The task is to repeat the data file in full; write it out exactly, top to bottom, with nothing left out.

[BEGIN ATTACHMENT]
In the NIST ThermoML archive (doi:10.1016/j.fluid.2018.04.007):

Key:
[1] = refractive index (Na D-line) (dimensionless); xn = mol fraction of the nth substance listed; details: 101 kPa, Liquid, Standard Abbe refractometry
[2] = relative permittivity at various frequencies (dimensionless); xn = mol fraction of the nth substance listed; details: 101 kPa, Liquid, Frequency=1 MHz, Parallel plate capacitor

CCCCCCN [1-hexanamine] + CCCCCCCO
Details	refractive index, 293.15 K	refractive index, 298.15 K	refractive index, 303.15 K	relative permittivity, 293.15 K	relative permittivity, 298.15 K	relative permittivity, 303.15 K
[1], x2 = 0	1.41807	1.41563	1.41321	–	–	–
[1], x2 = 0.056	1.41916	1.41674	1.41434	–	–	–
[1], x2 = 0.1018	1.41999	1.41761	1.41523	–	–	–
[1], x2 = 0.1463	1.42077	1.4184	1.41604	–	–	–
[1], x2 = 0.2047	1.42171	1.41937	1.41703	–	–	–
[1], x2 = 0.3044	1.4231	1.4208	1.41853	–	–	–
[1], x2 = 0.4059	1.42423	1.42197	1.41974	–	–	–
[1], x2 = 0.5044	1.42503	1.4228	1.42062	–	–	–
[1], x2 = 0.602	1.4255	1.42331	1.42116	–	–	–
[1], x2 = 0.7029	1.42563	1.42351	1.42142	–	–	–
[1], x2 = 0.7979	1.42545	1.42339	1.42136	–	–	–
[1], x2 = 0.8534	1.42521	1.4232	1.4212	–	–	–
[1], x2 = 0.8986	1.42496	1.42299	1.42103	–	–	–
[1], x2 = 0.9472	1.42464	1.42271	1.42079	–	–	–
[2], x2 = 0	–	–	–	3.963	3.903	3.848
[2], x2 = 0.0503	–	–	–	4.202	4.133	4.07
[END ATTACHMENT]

In the NIST ThermoML archive (doi:10.1016/j.fluid.2018.04.007):

Key:
[1] = refractive index (Na D-line) (dimensionless); xn = mol fraction of the nth substance listed; details: 101 kPa, Liquid, Standard Abbe refractometry
[2] = relative permittivity at various frequencies (dimensionless); xn = mol fraction of the nth substance listed; details: 101 kPa, Liquid, Frequency=1 MHz, Parallel plate capacitor

CCCCCCN [1-hexanamine] + CCCCCCCO
Details	refractive index, 293.15 K	refractive index, 298.15 K	refractive index, 303.15 K	relative permittivity, 293.15 K	relative permittivity, 298.15 K	relative permittivity, 303.15 K
[1], x2 = 0	1.41807	1.41563	1.41321	–	–	–
[1], x2 = 0.056	1.41916	1.41674	1.41434	–	–	–
[1], x2 = 0.1018	1.41999	1.41761	1.41523	–	–	–
[1], x2 = 0.1463	1.42077	1.4184	1.41604	–	–	–
[1], x2 = 0.2047	1.42171	1.41937	1.41703	–	–	–
[1], x2 = 0.3044	1.4231	1.4208	1.41853	–	–	–
[1], x2 = 0.4059	1.42423	1.42197	1.41974	–	–	–
[1], x2 = 0.5044	1.42503	1.4228	1.42062	–	–	–
[1], x2 = 0.602	1.4255	1.42331	1.42116	–	–	–
[1], x2 = 0.7029	1.42563	1.42351	1.42142	–	–	–
[1], x2 = 0.7979	1.42545	1.42339	1.42136	–	–	–
[1], x2 = 0.8534	1.42521	1.4232	1.4212	–	–	–
[1], x2 = 0.8986	1.42496	1.42299	1.42103	–	–	–
[1], x2 = 0.9472	1.42464	1.42271	1.42079	–	–	–
[2], x2 = 0	–	–	–	3.963	3.903	3.848
[2], x2 = 0.0503	–	–	–	4.202	4.133	4.07